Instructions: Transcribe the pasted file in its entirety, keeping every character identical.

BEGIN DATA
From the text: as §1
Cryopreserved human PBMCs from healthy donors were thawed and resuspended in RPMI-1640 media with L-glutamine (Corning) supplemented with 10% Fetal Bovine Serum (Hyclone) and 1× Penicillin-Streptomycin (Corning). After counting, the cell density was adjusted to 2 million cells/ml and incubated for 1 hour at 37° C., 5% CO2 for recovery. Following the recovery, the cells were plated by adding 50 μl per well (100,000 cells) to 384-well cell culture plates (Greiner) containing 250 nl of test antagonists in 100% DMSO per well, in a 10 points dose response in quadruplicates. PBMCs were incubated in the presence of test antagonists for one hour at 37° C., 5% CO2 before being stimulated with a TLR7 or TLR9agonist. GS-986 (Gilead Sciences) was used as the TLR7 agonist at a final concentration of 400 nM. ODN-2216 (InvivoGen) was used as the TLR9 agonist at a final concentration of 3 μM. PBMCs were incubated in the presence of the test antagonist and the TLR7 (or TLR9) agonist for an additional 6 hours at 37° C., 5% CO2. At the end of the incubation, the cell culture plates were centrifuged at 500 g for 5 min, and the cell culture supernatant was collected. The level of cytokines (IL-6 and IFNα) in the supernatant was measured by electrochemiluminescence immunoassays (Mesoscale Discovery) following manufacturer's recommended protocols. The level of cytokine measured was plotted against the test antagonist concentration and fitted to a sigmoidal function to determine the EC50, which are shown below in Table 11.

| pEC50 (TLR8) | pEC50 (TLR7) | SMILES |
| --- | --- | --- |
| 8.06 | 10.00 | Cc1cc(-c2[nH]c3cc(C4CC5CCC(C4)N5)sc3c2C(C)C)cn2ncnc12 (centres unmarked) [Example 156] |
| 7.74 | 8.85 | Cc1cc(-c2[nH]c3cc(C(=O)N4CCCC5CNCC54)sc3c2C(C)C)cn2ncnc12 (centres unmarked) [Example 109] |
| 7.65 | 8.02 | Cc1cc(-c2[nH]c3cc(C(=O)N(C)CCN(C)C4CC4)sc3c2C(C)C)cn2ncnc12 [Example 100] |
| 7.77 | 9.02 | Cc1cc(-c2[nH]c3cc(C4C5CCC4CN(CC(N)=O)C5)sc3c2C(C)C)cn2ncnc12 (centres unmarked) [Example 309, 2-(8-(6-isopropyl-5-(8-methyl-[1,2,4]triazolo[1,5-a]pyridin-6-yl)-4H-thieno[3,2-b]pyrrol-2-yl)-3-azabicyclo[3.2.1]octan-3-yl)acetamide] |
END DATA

From the text: as §1
Cryopreserved human PBMCs from healthy donors were thawed and resuspended in RPMI-1640 media with L-glutamine (Corning) supplemented with 10% Fetal Bovine Serum (Hyclone) and 1× Penicillin-Streptomycin (Corning). After counting, the cell density was adjusted to 2 million cells/ml and incubated for 1 hour at 37° C., 5% CO2 for recovery. Following the recovery, the cells were plated by adding 50 μl per well (100,000 cells) to 384-well cell culture plates (Greiner) containing 250 nl of test antagonists in 100% DMSO per well, in a 10 points dose response in quadruplicates. PBMCs were incubated in the presence of test antagonists for one hour at 37° C., 5% CO2 before being stimulated with a TLR7 or TLR9agonist. GS-986 (Gilead Sciences) was used as the TLR7 agonist at a final concentration of 400 nM. ODN-2216 (InvivoGen) was used as the TLR9 agonist at a final concentration of 3 μM. PBMCs were incubated in the presence of the test antagonist and the TLR7 (or TLR9) agonist for an additional 6 hours at 37° C., 5% CO2. At the end of the incubation, the cell culture plates were centrifuged at 500 g for 5 min, and the cell culture supernatant was collected. The level of cytokines (IL-6 and IFNα) in the supernatant was measured by electrochemiluminescence immunoassays (Mesoscale Discovery) following manufacturer's recommended protocols. The level of cytokine measured was plotted against the test antagonist concentration and fitted to a sigmoidal function to determine the EC50, which are shown below in Table 11.

| pEC50 (TLR8) | pEC50 (TLR7) | SMILES |
| --- | --- | --- |
| 8.06 | 10.00 | Cc1cc(-c2[nH]c3cc(C4CC5CCC(C4)N5)sc3c2C(C)C)cn2ncnc12 (centres unmarked) [Example 156] |
| 7.74 | 8.85 | Cc1cc(-c2[nH]c3cc(C(=O)N4CCCC5CNCC54)sc3c2C(C)C)cn2ncnc12 (centres unmarked) [Example 109] |
| 7.65 | 8.02 | Cc1cc(-c2[nH]c3cc(C(=O)N(C)CCN(C)C4CC4)sc3c2C(C)C)cn2ncnc12 [Example 100] |
| 7.77 | 9.02 | Cc1cc(-c2[nH]c3cc(C4C5CCC4CN(CC(N)=O)C5)sc3c2C(C)C)cn2ncnc12 (centres unmarked) [Example 309, 2-(8-(6-isopropyl-5-(8-methyl-[1,2,4]triazolo[1,5-a]pyridin-6-yl)-4H-thieno[3,2-b]pyrrol-2-yl)-3-azabicyclo[3.2.1]octan-3-yl)acetamide] |